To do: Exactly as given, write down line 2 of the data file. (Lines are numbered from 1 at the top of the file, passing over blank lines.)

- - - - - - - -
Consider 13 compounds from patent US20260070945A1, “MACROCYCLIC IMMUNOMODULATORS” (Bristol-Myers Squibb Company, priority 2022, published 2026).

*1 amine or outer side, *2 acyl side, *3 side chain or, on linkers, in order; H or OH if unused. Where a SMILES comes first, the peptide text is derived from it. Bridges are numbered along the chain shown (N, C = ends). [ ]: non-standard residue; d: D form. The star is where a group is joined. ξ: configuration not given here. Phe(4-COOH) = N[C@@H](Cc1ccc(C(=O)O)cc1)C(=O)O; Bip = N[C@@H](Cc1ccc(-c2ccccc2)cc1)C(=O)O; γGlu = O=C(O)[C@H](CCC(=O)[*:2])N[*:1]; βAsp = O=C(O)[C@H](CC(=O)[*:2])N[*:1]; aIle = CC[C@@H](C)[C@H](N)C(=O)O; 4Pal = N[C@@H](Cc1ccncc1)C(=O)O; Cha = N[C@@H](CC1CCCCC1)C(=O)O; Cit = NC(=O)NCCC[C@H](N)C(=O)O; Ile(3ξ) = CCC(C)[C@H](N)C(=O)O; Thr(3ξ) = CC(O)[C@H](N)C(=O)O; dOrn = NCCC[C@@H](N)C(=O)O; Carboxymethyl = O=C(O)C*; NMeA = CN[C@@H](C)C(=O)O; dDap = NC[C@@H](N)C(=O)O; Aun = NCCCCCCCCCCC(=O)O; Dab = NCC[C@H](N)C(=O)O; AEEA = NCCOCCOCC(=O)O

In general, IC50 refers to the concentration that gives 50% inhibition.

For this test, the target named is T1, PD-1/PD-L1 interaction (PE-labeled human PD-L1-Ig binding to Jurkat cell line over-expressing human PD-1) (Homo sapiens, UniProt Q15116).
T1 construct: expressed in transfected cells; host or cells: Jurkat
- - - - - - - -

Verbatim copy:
*1 amine or outer side, *2 acyl side, *3 side chain or, on linkers, in order; H or OH if unused. Where a SMILES comes first, the peptide text is derived from it. Bridges are numbered along the chain shown (N, C = ends). [ ]: non-standard residue; d: D form. The star is where a group is joined. ξ: configuration not given here. Phe(4-COOH) = N[C@@H](Cc1ccc(C(=O)O)cc1)C(=O)O; Bip = N[C@@H](Cc1ccc(-c2ccccc2)cc1)C(=O)O; γGlu = O=C(O)[C@H](CCC(=O)[*:2])N[*:1]; βAsp = O=C(O)[C@H](CC(=O)[*:2])N[*:1]; aIle = CC[C@@H](C)[C@H](N)C(=O)O; 4Pal = N[C@@H](Cc1ccncc1)C(=O)O; Cha = N[C@@H](CC1CCCCC1)C(=O)O; Cit = NC(=O)NCCC[C@H](N)C(=O)O; Ile(3ξ) = CCC(C)[C@H](N)C(=O)O; Thr(3ξ) = CC(O)[C@H](N)C(=O)O; dOrn = NCCC[C@@H](N)C(=O)O; Carboxymethyl = O=C(O)C*; NMeA = CN[C@@H](C)C(=O)O; dDap = NC[C@@H](N)C(=O)O; Aun = NCCCCCCCCCCC(=O)O; Dab = NCC[C@H](N)C(=O)O; AEEA = NCCOCCOCC(=O)O